Give up hope

September 20, 2019 by  
Filed under Insights

12 years ago on 7 July 2007, Al Gore held the Live Earth show, with artists across 7 continents performing and spreading awareness on climate change.

We wrote to the papers to express concern about what will happen after Live Earth. Will more people be concerned about climate change and start taking action?

We wrote the following:

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If there is one message to remember after watching Live Earth, it is this – Give up hope. Give up hope that everything will turn out fine. Give up hope that Al Gore, Madonna or Linkin Park will save us from climate change. Give up hope that the government will do something for us. Give up hope that the person beside you will do something. Give up hope that some new technology will save us. Give up hope because when hope dies, action begins.

When we give up hope that somebody or something will save us, we have no choice but to take things into our own hands. We have to do it ourselves, and everyone can and must do something. It is not science, technology or governments that are creating this climate change problem but each individual. Let us stop pointing the finger at others and take action ourselves now. We can take the following actions:

One, learn more about climate change. Read up on local and global climate change issues. What are the problems and what needs to be done?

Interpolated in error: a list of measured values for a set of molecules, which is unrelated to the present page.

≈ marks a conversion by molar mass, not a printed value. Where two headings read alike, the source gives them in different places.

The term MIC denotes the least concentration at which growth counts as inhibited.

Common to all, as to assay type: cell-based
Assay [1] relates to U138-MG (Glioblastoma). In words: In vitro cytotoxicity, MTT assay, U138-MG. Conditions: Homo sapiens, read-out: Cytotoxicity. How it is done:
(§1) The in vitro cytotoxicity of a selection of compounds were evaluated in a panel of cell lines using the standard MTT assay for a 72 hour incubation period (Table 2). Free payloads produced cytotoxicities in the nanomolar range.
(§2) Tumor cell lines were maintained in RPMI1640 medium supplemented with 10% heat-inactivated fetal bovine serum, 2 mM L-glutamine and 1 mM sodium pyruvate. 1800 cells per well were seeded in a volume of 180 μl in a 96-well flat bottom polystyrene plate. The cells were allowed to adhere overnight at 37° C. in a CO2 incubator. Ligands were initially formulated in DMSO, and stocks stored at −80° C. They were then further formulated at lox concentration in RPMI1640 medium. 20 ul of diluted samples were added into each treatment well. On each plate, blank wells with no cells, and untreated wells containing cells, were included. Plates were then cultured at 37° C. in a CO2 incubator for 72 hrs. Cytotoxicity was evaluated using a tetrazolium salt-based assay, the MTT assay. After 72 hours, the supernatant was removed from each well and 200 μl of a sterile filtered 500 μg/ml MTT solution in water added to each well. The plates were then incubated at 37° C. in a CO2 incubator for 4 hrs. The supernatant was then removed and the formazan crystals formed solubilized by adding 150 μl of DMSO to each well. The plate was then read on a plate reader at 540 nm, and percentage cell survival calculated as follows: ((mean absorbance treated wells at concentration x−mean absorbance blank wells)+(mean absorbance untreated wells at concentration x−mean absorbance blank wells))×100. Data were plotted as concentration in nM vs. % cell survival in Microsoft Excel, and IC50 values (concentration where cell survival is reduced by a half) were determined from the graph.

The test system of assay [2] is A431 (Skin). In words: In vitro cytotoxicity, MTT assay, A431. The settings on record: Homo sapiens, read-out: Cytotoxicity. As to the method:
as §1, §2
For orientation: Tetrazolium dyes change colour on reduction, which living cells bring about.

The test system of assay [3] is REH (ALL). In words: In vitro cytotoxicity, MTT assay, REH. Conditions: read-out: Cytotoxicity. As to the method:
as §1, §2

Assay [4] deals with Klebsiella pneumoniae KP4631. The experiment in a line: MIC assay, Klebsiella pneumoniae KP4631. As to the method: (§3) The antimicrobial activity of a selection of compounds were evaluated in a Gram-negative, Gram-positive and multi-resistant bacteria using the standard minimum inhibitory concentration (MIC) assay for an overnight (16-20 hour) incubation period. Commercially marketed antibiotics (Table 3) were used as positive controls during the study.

Two, take personal actions to minimise energy usage and wastage. Switch off lights and computers when not in use. Use more efficient lightings and appliances.

Three, spread the message and influence others. We can educate family members, friends, classmates or colleagues on climate change. We can influence the organisation that we belong, whether it is a school, a company or a social group, to reduce its carbon footprint.

Four, support local environmental initiatives and groups that tackle climate change. We can participate in government initiatives and campaigns or support the local environmental non-governmental organisations. We can join their activities or volunteer our time with them.

Five, use our rights as citizens and consumers. As citizens, we can participate in the formulation of government policies regarding climate change through dialogues, feedback or the media. As consumers, we can buy products with smaller carbon footprints or support companies that reduce their carbon emissions.